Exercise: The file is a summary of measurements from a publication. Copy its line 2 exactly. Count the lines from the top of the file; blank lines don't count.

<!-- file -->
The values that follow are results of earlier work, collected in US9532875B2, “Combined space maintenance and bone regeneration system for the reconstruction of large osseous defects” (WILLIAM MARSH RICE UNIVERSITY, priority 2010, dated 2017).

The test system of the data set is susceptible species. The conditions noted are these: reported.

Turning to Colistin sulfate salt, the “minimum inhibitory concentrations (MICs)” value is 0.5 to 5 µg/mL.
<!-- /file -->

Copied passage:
The test system of the data set is susceptible species. The conditions noted are these: reported.